27 August 2015
You’ve been invited back for an interview, congratulations! However, instead of a one-on-one interview like you expected, you will be interviewed by a panel. While the thought of being asked rapid-fire questions by a group of hiring managers can be nerve wracking, there are actually some upsides; you’ll be meeting multiple people you may end up working with and the interview process may move faster. To help make the most of this type of interview, here are 4 tips to help you prepare: Understand how the panel interview might relate to the role Based on the job description and requirements of the role, there may be a reason why the hiring manager has chosen this format for an interview. For example, panel interviews may be conducted as an alternative to individual interviews because the hiring manager wants to see how you interact with others—especially when you are interviewing for a role where you will be working as part of a team. Research who will be on the panel Knowing who will be on your interview panel and their role within the company is important, so ask the person who contacted you for the interview about the panelists themselves. This way, you can understand which skills and experiences to highlight based on the people in the room. For example, during your interview, you’ll be asked questions by different members of the team; therefore, doing research on the panel beforehand may help you tailor your responses to each person’s role within the company. Learning more about the panelists can also help you anticipate the types of questions you’ll be asked so you can prepare your responses accordingly. Though you won’t know for sure what questions you will be asked, rehearsing or conducting a mock interview with a friend or family member can help you feel more confident and prepared. Engage the entire panel It’s important to address all of the interviewers when answering questions. While it can be difficult to remember that other people are in the room when answering a question asked by one person, try and answer the questions in a way that includes everyone on the panel. To do this: Introduce yourself to everyone; Make eye contact with everyone when answering questions; Try making connections between each panelist’s questions by referring back to previous inquiries and responses. Doing this shows that you have the big picture in mind and are able to draw parallels between each carefully crafted question. Send personalized thank you notes Once you’ve left the interview, your interviewers will meet to discuss your meeting. No matter how you feel your interview went, it’s important to send a personalized thank you note to each panelist. Just remember, your interviewers most likely all work in the same office and will be discussing your considerate follow up note when they convene to make their decision. Since sending all the interviewers the same thank you note can look insincere and lazy, address each person individually and briefly mention a topic you discussed during the interview. End your note by thanking them for their time and reiterating your interest in the role.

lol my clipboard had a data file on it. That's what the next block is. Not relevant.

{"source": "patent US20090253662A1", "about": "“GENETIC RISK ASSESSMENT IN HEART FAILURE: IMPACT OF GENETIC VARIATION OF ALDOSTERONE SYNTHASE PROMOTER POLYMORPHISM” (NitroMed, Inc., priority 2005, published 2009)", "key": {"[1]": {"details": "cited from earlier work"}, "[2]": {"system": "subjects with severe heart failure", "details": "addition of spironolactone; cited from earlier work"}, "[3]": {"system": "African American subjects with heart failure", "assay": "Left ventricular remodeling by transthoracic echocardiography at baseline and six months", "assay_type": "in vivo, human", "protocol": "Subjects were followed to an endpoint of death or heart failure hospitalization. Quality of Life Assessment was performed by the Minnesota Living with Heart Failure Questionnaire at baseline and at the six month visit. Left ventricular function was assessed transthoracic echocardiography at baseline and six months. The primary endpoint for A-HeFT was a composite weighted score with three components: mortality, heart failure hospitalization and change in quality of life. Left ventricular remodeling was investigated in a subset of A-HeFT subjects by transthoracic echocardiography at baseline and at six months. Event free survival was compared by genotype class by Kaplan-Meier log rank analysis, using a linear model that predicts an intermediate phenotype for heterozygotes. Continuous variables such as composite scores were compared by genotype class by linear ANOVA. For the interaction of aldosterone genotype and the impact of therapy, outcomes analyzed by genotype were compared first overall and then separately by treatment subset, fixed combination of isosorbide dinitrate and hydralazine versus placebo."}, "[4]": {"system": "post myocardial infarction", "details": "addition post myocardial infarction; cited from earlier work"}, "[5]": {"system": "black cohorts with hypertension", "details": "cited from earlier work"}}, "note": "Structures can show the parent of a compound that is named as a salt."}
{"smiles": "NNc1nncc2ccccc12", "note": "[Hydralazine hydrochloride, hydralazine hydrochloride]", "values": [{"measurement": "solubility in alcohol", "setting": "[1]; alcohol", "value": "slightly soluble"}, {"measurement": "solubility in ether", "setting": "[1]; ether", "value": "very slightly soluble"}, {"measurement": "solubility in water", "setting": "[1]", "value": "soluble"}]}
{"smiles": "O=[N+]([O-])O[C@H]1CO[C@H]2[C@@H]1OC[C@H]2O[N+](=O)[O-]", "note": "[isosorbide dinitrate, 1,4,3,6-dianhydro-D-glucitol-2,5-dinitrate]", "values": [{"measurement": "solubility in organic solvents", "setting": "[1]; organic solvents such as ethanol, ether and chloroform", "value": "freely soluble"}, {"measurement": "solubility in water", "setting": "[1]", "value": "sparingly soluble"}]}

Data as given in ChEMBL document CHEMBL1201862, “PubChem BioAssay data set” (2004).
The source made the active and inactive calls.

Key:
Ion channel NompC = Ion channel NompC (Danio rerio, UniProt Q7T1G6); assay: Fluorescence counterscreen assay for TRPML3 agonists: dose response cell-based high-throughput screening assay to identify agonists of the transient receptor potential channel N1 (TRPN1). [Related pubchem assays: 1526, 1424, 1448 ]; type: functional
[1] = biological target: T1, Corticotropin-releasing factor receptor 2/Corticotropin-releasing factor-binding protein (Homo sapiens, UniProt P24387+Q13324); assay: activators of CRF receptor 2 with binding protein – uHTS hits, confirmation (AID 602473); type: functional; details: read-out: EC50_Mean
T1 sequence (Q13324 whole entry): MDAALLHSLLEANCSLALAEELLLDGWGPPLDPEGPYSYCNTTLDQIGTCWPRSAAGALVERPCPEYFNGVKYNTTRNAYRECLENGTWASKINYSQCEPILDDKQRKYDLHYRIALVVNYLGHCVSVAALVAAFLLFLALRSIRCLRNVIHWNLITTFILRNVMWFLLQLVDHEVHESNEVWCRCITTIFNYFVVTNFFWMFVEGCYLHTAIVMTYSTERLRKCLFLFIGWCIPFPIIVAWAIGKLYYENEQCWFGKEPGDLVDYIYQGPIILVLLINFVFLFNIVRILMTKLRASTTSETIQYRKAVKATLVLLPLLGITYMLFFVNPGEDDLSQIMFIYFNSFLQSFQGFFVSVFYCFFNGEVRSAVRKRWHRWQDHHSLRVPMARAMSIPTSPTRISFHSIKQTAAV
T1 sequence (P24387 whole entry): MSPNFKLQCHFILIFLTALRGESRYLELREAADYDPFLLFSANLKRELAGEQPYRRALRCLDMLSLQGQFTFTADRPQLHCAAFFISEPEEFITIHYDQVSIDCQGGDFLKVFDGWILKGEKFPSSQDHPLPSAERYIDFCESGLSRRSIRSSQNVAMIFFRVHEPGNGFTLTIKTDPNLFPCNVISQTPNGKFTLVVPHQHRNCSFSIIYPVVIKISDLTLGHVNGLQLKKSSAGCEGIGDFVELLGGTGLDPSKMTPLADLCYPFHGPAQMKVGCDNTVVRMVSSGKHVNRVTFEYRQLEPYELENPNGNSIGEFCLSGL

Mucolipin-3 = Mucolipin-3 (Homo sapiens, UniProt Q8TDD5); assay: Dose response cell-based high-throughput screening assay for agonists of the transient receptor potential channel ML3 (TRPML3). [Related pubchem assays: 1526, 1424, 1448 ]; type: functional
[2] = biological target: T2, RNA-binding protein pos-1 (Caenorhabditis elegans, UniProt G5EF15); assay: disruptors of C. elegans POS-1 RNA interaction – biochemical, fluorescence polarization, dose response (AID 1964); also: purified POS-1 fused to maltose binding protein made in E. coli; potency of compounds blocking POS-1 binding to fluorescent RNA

27 August 2015
Last week, members of The Execu|Search Group’s Information Technology division attended an AngularJS NYC meetup, which was organized and hosted by Google. At the event, Angular 2 developers had the opportunity to learn about a tool that could make their work more efficient, network with like-minded professionals, and hear presentations from start-ups that could be hiring. “As a division that works within such an ever-evolving industry, events like these give us the opportunity to learn about new trends and gain a better understanding of the roles we are recruiting for – allowing us to better serve our clients and candidates,” says Ryan Richard, a Technical Recruiter within The Execu|Search Group’s Information Technology division. “At this particular event, we were able to connect with developers, many of whom just moved to New York and possess hard-to-find, in-demand skills. We’re looking forward to helping them find opportunities that meet their needs and long-term career goals.”